Document Type dissertation Author Name Garcia, Juan C Email Address juan.g.jc at gmail.com URN etd-082814-070241 Title Catalysis and Photocatalysis over TiO2 Surfaces Detailed from First Principles Degree PhD Department Chemical Engineering Advisors N. Aaron Deskins, Advisor Ravindra Datta, Committee Member Nikolaos Kazantzis, Committee Member Pratap Rao, Committee Member David DiBiasio, Department Head Keywords metal oxides computational chemistry catalysis Date of Presentation/Defense 2014-08-18 Availability unrestricted
Catalysts are involved at some stage in the manufacture process of virtually all commercially produced chemical product. Among the materials used as catalysts, metal oxides are one of the most used due to their versatility and wide range of physical properties. Identifying the principles of surface to adsorbate charge transfer is key to a better understanding of metal oxide materials as both catalysts and gas sensors. Using density functional theory (DFT), we modeled the adsorption of small molecules over stoichiometric and reduced metal oxide surfaces of group IV metals and quantify the effect of electron transfer upon adsorption. We found that charge transfer only occurs during the adsorption process of an adsorbate more electronegative than the surface. We also found a correlation between the work function of the metal oxide, and the ionic adsorption of the oxygen molecule.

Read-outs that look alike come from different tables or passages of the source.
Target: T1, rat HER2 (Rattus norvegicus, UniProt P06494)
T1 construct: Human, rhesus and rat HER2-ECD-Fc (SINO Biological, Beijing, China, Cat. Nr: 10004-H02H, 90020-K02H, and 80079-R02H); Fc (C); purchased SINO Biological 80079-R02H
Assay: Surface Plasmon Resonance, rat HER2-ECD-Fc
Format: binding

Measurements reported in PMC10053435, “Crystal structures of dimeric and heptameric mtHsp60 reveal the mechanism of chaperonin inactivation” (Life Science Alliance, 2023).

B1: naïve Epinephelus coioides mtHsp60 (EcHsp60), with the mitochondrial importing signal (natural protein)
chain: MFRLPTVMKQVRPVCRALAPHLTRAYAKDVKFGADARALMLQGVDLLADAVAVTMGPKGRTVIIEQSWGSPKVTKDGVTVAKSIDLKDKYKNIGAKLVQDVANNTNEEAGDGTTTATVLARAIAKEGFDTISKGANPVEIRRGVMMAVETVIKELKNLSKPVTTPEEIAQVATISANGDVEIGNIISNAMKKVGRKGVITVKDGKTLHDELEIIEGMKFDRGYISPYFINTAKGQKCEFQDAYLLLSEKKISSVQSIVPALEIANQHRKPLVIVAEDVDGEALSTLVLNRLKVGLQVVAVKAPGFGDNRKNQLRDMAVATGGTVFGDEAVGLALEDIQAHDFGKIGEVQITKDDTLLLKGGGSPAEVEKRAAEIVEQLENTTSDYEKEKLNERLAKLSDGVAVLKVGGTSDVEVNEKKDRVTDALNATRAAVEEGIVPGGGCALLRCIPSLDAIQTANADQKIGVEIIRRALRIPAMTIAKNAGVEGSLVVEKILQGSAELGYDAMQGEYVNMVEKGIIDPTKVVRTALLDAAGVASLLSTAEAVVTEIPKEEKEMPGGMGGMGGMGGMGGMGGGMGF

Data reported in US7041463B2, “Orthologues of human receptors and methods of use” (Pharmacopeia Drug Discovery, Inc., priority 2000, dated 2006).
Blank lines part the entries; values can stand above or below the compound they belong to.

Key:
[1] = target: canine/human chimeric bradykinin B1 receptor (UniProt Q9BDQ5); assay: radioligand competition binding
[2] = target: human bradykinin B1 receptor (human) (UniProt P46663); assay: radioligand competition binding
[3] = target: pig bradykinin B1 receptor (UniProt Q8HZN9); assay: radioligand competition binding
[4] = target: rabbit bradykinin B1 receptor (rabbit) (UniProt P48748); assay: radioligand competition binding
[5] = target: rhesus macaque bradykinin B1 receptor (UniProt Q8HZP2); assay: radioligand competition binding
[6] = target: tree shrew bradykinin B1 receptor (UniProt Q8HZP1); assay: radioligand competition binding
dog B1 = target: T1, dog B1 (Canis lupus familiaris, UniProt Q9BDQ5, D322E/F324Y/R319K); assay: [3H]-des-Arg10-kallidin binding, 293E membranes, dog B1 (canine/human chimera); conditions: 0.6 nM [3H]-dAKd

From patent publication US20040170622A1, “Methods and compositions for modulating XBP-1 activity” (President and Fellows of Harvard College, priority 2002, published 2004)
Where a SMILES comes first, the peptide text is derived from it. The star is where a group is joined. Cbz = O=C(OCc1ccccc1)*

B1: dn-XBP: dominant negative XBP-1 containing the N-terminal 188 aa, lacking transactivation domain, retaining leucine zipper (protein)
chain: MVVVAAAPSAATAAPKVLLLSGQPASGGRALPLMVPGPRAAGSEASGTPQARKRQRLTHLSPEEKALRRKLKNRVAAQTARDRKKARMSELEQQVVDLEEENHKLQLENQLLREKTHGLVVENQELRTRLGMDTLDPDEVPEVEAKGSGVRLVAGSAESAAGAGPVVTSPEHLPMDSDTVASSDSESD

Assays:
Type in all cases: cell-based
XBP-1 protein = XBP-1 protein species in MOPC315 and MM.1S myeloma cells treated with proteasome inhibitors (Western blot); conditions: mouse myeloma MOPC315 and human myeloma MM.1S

Mixed phase rutile/anatase catalysts show increased reactivity compared with the pure phases alone. However, the mechanism causing this effect is not fully understood. Using DFT and the +U correction we calculated the bands offsets between the phases taking into account the effect of the interface. We found rutile to have both higher conduction and valence band offsets than anatase, leading to an accumulation of electrons in the anatase phase accompanied by hole accumulation in the rutile phase. We also probed the electronic structure of our heterostructure and found a gap state caused by electrons localized in undercoordinated Ti atoms which were present within the interfacial region. Interfaces between bulk materials and between exposed surfaces both showed electron trapping at undercoordinated sites. Finally, we studied the effect of the size of gold nanoparticles in the catalytic properties of gold decorated titania surfaces. We found that the adsorption energy of several intermediates reactives in the CO oxidation and water gas shift reaction does not change with the size of the nanoparticles. In conclusion, the factor that affects the reactivity of the system is the density of undercoodinated gold atoms on the interface perimeter.
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